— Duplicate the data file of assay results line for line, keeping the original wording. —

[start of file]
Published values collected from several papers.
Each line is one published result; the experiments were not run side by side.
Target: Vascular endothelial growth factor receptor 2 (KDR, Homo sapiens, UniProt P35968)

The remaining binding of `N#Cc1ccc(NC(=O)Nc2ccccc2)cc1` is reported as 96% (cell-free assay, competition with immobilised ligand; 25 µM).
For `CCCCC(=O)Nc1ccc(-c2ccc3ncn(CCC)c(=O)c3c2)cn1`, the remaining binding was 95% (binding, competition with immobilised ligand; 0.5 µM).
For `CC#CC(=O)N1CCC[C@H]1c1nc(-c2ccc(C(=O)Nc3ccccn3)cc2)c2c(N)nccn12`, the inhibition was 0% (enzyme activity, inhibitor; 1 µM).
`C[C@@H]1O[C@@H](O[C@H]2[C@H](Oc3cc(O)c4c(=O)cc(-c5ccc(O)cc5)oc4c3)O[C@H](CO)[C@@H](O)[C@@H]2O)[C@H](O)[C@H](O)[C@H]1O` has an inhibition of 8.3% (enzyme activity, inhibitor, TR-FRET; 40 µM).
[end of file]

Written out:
Published values collected from several papers.
Each line is one published result; the experiments were not run side by side.
Target: Vascular endothelial growth factor receptor 2 (KDR, Homo sapiens, UniProt P35968)

The remaining binding of `N#Cc1ccc(NC(=O)Nc2ccccc2)cc1` is reported as 96% (cell-free assay, competition with immobilised ligand; 25 µM).
For `CCCCC(=O)Nc1ccc(-c2ccc3ncn(CCC)c(=O)c3c2)cn1`, the remaining binding was 95% (binding, competition with immobilised ligand; 0.5 µM).
For `CC#CC(=O)N1CCC[C@H]1c1nc(-c2ccc(C(=O)Nc3ccccn3)cc2)c2c(N)nccn12`, the inhibition was 0% (enzyme activity, inhibitor; 1 µM).
`C[C@@H]1O[C@@H](O[C@H]2[C@H](Oc3cc(O)c4c(=O)cc(-c5ccc(O)cc5)oc4c3)O[C@H](CO)[C@@H](O)[C@@H]2O)[C@H](O)[C@H](O)[C@H]1O` has an inhibition of 8.3% (enzyme activity, inhibitor, TR-FRET; 40 µM).